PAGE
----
Businesses wanting online presence often sell themselves and consumers short.

Imagine, you’re ready to shop for something unique,  perhaps it’s a hard to find gift for your grandmother’s 69th birthday, or maybe you simply need a pair of shoes– either way, you won’t find this item locally, so you drive yourself to the virtual mall in hopes you’ll find what you’re looking for.

The Corridor, Bath

You step into the corridor and notice it bends and turns,  it’s infinite. The shops that are lined along the sides will change every couple of minutes. Thankfully, you have a tracker in your pocket that will record the name of every shop that you enter during your quest. You shout, “Unique gift for grandma!”  The shops along the corridor change rapidly, and the most popular stores that are relevant to your request are situated closest to you.

You step into the nearest virtual store and see photographs displayed all over the walls. You notice there’s a mannequin with a sign that reads, “If you have any questions, ask me!” standing in the shop. After looking through a couple of images, your interest is piqued upon the discovery of  Tailless Sock-Monkeys for sale; therefore, you ask  the mannequin if they’re vintage. You wait for an answer; but, the mannequin does nothing.

A pair of homemade sock monkeys.

You walk back out to the corridor and shout, ” Vintage Tailless Sock- Monkey!”  and again, the shops change to accommodate your request. You walk into the closest shop and notice the walls have photographs of Tailless- Sock Monkeys, toy trains, metal doll houses, every classic toy you could possibly imagine; however, it’s a bit expensive and you want to compare prices. You hit the button on the tracker in your pocket to record the place so you won’t have any problems locating it in the future.

You notice that every store you go into has the same mannequin, with the same sign; however, the clothing is different on each. You ask questions with the exact same results.

Where am I going with this? The answer is simple. Part of getting good online sales involves reciprocation. I’ve noticed how businesses utilize their websites and they seem to fall short of that element. Businesses will hire the IT guy to throw up a website and load the content, then they keep the IT guy to fix all of the technical problems in the office. The business web presence is an afterthought; therefore, it’s lacking. Businesses want to hire an SEO to be sure their shops are the first ones you’re going to see; but, is that enough? For a business to hire an SEO to bump up its rank in a search engine is only the tip of what one needs to do in order to generate sales.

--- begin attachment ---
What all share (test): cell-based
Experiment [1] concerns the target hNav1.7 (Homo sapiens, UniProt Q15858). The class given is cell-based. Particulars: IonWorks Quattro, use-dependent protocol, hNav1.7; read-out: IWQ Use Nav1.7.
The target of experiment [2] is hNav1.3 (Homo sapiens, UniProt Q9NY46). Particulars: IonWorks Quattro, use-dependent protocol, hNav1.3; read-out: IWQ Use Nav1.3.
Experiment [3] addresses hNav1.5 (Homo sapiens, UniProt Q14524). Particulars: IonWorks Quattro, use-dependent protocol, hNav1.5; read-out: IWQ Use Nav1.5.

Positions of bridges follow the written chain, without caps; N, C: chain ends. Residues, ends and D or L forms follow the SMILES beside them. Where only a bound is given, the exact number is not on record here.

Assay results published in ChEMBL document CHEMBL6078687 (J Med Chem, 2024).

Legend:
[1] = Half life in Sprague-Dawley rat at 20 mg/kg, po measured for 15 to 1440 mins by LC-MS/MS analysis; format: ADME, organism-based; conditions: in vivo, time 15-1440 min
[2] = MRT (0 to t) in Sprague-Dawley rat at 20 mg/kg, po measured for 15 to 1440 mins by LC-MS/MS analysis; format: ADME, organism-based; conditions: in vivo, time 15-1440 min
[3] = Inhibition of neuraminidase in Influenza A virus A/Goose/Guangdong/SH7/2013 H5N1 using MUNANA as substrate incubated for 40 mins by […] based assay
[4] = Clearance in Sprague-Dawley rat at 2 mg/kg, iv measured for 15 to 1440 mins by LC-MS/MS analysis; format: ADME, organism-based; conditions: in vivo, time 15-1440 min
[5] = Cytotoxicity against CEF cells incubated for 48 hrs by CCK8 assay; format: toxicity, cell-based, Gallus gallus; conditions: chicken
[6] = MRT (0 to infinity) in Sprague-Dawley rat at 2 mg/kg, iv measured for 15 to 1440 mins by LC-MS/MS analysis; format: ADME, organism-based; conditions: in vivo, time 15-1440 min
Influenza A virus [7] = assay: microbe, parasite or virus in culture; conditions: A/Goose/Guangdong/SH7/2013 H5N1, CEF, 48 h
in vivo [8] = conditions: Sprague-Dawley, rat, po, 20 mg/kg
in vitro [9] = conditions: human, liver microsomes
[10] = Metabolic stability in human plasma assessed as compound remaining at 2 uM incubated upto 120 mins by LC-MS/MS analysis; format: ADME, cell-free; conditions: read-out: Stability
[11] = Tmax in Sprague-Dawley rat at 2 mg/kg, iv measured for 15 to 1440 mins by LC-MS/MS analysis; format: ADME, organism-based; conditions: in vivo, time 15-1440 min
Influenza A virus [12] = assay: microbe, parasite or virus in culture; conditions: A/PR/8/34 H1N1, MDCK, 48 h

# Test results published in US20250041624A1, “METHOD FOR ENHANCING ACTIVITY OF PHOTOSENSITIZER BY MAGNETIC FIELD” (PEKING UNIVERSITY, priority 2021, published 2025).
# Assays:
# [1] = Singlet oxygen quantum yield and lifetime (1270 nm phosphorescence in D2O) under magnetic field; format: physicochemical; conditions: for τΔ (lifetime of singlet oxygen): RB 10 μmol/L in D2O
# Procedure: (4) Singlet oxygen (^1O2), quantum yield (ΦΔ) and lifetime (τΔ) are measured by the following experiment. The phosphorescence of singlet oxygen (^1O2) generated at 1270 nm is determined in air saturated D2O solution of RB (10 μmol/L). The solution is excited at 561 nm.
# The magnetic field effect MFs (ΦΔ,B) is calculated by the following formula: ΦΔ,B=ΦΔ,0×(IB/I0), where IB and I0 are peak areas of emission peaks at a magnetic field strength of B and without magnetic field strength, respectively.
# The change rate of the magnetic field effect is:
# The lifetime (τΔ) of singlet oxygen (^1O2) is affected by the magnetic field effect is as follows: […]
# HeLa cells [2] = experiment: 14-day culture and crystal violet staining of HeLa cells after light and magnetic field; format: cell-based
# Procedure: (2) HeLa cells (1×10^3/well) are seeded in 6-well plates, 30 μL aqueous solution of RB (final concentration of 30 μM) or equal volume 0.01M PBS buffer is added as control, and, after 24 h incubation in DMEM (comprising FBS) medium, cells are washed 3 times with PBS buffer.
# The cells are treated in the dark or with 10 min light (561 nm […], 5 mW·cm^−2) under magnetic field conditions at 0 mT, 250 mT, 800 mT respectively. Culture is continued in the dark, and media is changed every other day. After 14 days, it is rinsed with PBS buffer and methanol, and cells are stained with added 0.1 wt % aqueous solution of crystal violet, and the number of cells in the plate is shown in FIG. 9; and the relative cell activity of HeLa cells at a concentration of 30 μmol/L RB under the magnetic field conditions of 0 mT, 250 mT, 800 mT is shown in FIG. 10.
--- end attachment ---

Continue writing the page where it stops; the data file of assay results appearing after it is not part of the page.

A good SEO will pay attention to potential clients and people who think enough to care for your

English: A business ideally is continually see...

English: A business ideally is continually seeking feedback from customers: are the products helpful? are their needs being met? Constructive criticism helps marketers adjust offerings to meet customer needs. Source of diagram: here (see public domain declaration at top). Questions: write me at my Wikipedia talk page (Photo credit: Wikipedia)

business. A good SEO must read blogs in place of asking probing questions and providing good information when relevant. It’s up to the consumer to decide what to get and when to get it. Sales people in stores usually get a base wage in addition to commissions; however, when a person is online it’s all commission only. An SEO must research, know how to communicate effectively and have the drive to write regularly, have an eye for design, understand how to network to other sites and reciprocate. A good SEO is constantly networking, which means he or she will leave relevant comments on the blogs of consumers and build relationships.

It isn’t enough to bring your store and products to consumers. Advertising may be infinite on the world wide web; however, it isn’t free. Is it fair to expect the IT guy to go above an beyond repairing every bit of technology in the office and wear a second hat as a writer and editor, graphic artist, photographer and photo editor,  market analyst, advertiser, and sales agent? IT guys are some of the busiest people I know, and most of them don’t want to do any of the above. IT guys are the ones every person in the office approaches without asking, “How are you?” and instead are asked, “How do you download this app onto my iPhone?”

In-store sales agents are there, the products and agents come and go. In-store agents aren’t putting up signs, creating logos, writing essays about the products, analyzing the market, taking photos or editing them. All of that work is done for them. However, if a business posts something on the internet, it’s there for as long as a company wishes it.

You really can’t be in two places at once. Do your business a favor, hire a Social Media expert who knows SEO and remember, nobody should have to work for free.

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